Wow-wee! What an unbelievable experience! Thank you all for your messages of support – I could feel it from you all back home whilst I was out on course, it really meant a lot to me.
Hawaii was by far the most efficient, well organised and high profile race I have ever competed in, but by far the toughest. Many pundits said it was the windiest race conditions for over a decade which made the ride leg a very tricky assignment: 180km’s in steaming hot and barren lava fields with side winds trying to blow you off your bike at every opportunity. The infamous ‘Mumuku’ winds were certainly giving us their very best!!
My race plan was to swim the 3.8km at a nice even relaxed tempo and come out of the water feeling strong, it’s important that the swim leg doesn’t tax you too much as you have such a long day ahead. This is exactly what I did, and the swim was a joy with such warm water and underwater scenery (fish/coral etc) and I completed it in 1hr 9mins. Probably a 9 minutes slower than I had hoped but it was a non-wetsuit swim and there was some chop and strong currents to contend with.
The plan on the bike was to ride around about 6 hours at a good steady pace to leave plenty of petrol in the tank for what was going to be a challenging run later in the day. With incredibly strong side winds for most of the bike the challenge turned out to be more about actually hanging onto the handlebars than worrying about time!! Coming down the hill from the half way turn at Hawi was terrifying as cyclists were getting blown all over the road (some came off), it became more about survival than worrying about cadence or speed. Despite all that I finished the bike in a credible 6hrs 23mins, but most importantly felt really strong onto the run leg. Nutrition and heat management on the bike is critical, as if you don’t get this right then you are walking the marathon due to dehydration and cramping, which is no fun for the competitor or family and friends waiting for you at various points on the run leg!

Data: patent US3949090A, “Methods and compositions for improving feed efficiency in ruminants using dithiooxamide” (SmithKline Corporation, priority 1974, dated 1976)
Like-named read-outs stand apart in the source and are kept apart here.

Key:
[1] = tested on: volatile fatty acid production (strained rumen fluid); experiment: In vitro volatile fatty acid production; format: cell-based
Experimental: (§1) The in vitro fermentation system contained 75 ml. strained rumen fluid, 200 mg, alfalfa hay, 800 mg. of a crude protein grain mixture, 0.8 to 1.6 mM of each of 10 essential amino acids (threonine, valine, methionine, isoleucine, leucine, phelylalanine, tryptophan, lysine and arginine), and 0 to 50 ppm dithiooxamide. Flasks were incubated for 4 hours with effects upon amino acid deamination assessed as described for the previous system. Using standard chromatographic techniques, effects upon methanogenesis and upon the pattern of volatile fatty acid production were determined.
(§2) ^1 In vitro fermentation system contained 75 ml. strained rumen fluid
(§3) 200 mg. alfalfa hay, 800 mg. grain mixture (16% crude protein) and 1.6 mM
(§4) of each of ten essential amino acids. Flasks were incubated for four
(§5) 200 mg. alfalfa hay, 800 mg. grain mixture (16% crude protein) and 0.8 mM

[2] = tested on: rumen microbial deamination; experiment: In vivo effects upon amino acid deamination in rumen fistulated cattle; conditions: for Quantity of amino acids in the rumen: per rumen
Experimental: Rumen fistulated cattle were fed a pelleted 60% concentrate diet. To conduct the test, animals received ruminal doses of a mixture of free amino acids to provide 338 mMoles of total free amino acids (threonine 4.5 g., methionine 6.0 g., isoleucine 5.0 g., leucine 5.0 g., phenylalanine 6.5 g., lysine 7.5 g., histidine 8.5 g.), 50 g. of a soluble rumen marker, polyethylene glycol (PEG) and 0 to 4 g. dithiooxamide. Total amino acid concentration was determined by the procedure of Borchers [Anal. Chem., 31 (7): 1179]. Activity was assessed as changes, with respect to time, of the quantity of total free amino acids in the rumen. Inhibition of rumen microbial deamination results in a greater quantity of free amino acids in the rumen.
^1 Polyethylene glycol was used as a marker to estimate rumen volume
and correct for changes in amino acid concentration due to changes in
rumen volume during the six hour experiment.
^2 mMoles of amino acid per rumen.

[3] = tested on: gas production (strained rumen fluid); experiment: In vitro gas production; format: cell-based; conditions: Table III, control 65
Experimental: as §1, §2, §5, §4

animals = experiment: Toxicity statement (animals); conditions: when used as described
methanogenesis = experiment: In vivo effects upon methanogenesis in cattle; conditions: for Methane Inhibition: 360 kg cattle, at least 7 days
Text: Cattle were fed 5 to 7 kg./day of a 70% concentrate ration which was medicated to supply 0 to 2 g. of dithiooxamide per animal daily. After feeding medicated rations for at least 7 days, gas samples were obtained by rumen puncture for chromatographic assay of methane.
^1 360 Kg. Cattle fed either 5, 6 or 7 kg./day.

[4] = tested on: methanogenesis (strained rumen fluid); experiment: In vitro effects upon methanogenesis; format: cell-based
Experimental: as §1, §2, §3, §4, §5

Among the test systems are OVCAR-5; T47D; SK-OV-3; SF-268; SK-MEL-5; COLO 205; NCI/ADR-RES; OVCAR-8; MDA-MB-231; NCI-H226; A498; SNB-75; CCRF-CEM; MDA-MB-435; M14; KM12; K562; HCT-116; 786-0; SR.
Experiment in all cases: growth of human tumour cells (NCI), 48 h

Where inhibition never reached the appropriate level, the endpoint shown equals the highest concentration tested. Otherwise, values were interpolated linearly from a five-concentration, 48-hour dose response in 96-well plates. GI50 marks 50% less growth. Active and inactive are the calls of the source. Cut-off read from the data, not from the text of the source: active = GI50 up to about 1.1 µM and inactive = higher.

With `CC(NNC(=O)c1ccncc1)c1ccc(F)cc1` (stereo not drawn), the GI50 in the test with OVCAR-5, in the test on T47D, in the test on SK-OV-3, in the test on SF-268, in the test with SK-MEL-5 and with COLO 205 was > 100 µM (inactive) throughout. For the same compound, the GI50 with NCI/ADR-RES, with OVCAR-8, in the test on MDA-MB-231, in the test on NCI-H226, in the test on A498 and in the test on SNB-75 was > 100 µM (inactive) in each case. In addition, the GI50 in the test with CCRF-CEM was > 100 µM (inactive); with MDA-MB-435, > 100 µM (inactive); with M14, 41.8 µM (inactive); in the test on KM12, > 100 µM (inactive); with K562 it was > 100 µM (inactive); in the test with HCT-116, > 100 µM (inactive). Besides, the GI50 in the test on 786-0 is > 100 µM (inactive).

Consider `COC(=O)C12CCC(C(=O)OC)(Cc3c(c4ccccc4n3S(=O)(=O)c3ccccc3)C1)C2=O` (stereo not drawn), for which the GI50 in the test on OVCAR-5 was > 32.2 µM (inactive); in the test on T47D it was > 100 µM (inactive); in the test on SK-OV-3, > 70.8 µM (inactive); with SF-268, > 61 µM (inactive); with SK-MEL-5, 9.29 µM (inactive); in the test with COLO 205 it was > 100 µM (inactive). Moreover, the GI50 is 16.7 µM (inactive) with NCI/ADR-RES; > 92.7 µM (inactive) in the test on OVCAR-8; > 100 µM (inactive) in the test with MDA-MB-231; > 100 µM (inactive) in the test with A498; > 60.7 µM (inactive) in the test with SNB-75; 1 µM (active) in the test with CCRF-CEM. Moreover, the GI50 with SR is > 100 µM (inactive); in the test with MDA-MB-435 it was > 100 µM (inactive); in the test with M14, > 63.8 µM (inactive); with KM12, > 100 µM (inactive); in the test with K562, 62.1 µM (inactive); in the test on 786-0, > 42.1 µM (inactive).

I was able to get around the 42km run leg in a tick over 4 hours which was pretty much aligned with my goals. I didn’t experience any discomfort and just chipped away at it, trying to get to each drink stop spaced a mile apart to refuel and refocus. There was some lonely times when we had to run back into the lava fields over the closing 15 km’s, but with the lure of the massive crowds at the finish line and my family there waiting for me, I was able to run all the way without walking once.
Coming down Ali’I Drive to the finish line was incredible – something I cannot put into words. It gives me goose bumps just writing about it now. The culmination of so many years of hard work and focus, its fair to say I was quite emotional over the last few hundred metres when I realised the job was done.
I would like to thank the NAB for all the support they have given me in achieving this, in particular Marcus, and my own team.
If you would like to learn more about my day in Kona or triathlon in general, please let me know and I will organise a time to talk it through over a coffee. I would strongly recommend the Big Island to anyone as a holiday destination, with its picture perfect beaches and guaranteed good weather.